Readers may be well aware that in tightly controlled feeding studies, the same absolute amount of extra calories can result in very different amounts of weight gain.
Similarly, the exact same amount of caloric deficit will result in widely different amounts of weight loss.
Ignoring this basic fact of human nature distracts or, at the very least, severely limits us from finding effective solutions to the problem.
This “physiological” view of the first law of thermodynamics should lead us away from simply focussing on the supposedly “exogenous” variables (“energy-in” and “energy-out”) but rather draw our attention to better understanding and addressing the biological (and psychological) factors that promote weight gain.
This would substantially change the aims and goals of our recommendations.
Thus, for e.g., rather than aiming exercise recommendations primarily at burning more calories, these should perhaps be better aimed at improving insulin sensitivity and combating stress. Thus, rather than counting how many calories were burnt on the treadmill, the focus should be on what that dose of exercise actually did to lower my insulin or stress levels.
Indeed, we may discover that there is a rather poor relationship between the amount of calories burnt with exercise and the physiological or psychological goal we are trying to achieve. While more exercise may well help burn more calories (which I can eat back in a bite or two), it may do little to further improve insulin resistance or combat stress thus leaving my weight exactly where it is.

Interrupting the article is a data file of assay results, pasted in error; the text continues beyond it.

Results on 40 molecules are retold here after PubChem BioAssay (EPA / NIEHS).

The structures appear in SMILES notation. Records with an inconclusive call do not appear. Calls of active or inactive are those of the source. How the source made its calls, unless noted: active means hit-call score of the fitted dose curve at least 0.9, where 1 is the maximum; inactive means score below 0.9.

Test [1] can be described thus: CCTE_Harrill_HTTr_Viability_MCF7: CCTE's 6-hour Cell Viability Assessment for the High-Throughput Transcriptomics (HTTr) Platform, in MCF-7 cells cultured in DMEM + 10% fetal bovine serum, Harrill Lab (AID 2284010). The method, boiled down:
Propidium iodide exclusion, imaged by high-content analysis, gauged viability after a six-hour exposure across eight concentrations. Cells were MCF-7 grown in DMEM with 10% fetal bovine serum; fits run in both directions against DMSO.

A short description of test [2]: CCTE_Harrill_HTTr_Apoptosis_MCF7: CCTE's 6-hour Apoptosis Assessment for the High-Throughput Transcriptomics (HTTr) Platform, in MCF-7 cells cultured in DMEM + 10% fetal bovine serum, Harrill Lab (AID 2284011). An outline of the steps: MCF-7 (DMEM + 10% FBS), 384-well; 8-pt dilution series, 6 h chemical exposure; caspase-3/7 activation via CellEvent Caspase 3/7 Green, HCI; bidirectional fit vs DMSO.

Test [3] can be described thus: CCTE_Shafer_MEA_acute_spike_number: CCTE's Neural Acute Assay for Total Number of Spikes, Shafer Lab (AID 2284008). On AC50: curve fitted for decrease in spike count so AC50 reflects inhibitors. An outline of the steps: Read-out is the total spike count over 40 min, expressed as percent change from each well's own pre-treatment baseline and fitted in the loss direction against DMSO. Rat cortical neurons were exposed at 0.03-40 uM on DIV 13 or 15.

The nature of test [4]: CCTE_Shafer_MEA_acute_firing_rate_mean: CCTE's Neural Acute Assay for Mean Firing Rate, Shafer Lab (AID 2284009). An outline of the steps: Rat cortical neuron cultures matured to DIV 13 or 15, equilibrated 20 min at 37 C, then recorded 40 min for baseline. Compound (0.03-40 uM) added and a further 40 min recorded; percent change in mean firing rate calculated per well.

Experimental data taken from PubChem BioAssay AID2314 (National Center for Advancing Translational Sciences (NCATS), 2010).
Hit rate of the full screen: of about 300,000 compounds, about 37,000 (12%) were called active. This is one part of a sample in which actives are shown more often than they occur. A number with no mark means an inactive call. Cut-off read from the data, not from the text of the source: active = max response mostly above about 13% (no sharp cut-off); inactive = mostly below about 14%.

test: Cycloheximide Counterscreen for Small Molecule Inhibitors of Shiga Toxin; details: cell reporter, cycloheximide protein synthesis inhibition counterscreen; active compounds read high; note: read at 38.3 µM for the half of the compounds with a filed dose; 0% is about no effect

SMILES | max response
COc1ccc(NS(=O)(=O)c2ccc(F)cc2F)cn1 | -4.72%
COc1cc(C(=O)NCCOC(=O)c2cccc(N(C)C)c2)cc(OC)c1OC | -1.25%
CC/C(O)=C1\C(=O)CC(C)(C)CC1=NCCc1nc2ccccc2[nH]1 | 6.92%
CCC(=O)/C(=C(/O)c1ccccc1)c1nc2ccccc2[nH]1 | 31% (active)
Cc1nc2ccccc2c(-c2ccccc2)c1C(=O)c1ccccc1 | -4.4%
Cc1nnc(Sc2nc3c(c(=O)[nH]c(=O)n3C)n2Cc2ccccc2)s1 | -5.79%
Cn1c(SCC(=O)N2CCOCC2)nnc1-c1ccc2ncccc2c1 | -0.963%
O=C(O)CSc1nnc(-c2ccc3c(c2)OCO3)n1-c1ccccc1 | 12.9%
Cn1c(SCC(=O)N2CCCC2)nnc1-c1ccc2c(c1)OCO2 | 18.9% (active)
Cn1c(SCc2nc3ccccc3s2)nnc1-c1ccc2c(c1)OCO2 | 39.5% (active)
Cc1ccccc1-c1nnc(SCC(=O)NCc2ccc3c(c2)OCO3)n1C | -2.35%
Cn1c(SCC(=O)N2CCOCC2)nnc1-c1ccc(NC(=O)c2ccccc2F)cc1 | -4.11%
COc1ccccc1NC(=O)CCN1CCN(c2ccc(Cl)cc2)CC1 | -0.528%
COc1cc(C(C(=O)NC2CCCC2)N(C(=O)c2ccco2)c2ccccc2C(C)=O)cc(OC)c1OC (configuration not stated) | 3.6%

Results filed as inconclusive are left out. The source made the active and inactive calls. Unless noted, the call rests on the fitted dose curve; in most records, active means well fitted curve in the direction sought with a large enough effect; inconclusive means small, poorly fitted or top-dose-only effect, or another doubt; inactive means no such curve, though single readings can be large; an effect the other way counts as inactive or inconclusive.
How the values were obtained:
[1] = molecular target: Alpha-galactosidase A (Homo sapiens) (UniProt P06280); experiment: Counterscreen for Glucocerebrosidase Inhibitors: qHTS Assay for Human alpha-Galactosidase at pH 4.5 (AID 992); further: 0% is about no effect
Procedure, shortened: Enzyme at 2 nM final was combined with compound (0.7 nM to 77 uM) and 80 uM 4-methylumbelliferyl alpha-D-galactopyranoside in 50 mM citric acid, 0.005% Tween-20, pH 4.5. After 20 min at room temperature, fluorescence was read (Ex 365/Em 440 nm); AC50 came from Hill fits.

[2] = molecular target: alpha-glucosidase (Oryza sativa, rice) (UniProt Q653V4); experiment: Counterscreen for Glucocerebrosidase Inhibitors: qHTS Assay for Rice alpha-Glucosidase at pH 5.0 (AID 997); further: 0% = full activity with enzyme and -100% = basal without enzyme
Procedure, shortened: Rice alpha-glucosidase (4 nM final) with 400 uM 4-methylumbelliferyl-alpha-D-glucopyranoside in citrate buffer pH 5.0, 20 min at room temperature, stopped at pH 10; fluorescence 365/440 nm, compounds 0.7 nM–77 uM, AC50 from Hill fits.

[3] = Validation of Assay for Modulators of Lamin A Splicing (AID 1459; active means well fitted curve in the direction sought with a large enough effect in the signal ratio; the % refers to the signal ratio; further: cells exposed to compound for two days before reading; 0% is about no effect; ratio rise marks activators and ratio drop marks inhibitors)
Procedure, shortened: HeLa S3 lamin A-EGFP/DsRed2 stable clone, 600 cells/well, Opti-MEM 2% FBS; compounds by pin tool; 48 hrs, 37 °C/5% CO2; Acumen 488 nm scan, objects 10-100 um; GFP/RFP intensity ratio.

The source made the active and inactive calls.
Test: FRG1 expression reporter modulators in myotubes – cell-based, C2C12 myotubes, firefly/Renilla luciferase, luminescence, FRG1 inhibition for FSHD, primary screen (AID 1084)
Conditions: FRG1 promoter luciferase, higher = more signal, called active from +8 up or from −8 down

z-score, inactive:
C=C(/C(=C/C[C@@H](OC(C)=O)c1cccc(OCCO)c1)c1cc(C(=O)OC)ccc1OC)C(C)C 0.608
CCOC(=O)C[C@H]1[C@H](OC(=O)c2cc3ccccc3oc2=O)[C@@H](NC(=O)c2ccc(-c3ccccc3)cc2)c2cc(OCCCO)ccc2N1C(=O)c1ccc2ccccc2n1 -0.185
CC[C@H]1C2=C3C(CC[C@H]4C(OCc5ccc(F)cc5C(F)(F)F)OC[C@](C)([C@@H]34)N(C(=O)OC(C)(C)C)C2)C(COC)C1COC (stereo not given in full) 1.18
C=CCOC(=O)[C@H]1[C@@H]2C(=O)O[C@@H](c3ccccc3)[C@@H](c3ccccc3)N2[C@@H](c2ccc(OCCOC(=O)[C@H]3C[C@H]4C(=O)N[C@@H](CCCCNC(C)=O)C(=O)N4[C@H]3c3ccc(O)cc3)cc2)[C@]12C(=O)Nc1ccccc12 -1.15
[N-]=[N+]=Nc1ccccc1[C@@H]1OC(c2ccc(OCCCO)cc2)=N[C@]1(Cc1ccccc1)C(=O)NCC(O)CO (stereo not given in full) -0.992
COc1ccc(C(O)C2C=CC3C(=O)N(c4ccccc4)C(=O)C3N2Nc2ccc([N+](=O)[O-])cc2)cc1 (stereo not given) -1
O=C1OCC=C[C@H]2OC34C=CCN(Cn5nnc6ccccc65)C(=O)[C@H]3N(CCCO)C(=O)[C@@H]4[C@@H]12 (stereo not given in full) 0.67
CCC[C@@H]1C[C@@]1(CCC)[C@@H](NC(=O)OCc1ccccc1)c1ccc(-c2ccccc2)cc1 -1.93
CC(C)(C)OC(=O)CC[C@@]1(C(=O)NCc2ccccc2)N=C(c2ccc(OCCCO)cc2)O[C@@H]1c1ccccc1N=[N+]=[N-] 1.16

Similarly, rather than trying to restrict caloric intake, dietary recommendations would be based on how they affect human physiology (e.g. gut hormones, reward circuitry or even gut bugs) or mood (e.g. dopamine or serotonin levels).
In other words, fix the physiology (or psychology) and “calories in” and “calories out” will hopefully fix themselves.
Given that our past efforts primarily focussing on the “energy in” and “energy out” part of the equation have led nowhere, it is perhaps time to focus our attention and efforts elsewhere.
Or, as I often say in my talks, “We’re not talking physics here – we”re talking physiology – that’s biology messing with physics”.
We cannot mess with the physics but we sure can mess with the biology.
Shamil A. Chandaria: The Emerging Paradigm Shift in Understanding the Causes of Obesity. In Controversies in Obesity. Eds: Haslam DW, Sharma AM, Le Roux CW. Springer 2014